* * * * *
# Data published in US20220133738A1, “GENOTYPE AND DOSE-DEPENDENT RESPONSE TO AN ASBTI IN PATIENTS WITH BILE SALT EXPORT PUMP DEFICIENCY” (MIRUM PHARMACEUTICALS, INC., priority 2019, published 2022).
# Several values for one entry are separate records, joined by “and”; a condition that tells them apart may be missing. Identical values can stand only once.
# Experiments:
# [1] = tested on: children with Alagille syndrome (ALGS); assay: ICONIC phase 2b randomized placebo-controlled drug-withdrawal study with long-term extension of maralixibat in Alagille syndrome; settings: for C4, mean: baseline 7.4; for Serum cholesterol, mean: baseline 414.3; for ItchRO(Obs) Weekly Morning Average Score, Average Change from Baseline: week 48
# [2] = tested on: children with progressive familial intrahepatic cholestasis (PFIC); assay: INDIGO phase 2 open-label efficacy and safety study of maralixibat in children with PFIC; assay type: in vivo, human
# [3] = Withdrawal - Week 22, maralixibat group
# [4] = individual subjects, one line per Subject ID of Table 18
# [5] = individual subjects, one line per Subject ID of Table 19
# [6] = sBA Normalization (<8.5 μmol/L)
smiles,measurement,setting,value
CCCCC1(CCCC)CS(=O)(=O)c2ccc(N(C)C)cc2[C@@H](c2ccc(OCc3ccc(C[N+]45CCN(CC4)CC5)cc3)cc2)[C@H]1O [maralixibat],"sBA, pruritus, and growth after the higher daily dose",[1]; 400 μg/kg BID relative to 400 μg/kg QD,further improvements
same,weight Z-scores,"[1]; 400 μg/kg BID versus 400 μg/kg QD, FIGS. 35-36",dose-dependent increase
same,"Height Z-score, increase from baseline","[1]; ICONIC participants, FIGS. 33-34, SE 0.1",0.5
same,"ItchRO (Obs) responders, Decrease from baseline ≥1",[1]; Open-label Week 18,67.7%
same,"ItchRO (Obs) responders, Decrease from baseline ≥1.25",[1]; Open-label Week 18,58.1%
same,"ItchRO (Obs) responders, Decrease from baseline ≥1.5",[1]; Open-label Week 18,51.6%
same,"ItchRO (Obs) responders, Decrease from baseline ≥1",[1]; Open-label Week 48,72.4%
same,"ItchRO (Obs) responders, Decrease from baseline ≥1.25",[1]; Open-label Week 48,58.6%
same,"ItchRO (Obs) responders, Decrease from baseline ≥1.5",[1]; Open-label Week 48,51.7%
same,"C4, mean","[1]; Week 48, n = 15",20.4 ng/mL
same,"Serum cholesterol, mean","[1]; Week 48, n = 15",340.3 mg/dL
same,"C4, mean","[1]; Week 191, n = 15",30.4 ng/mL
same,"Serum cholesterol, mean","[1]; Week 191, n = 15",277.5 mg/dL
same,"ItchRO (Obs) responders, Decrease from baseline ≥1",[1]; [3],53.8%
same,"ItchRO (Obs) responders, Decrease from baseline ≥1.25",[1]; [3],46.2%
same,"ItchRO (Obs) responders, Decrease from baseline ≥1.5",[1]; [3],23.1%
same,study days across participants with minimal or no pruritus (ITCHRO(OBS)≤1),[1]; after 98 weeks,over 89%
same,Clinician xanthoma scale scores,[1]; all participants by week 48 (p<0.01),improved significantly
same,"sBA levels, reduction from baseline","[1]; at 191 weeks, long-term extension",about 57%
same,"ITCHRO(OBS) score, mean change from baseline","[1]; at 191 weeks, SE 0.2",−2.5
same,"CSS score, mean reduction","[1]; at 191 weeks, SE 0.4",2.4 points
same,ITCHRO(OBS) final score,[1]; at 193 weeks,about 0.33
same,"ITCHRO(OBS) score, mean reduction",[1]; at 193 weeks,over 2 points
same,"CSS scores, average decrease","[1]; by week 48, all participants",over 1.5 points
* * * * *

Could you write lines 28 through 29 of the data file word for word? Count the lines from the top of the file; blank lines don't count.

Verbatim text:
same,Clinician xanthoma scale scores,[1]; all participants by week 48 (p<0.01),improved significantly
same,"sBA levels, reduction from baseline","[1]; at 191 weeks, long-term extension",about 57%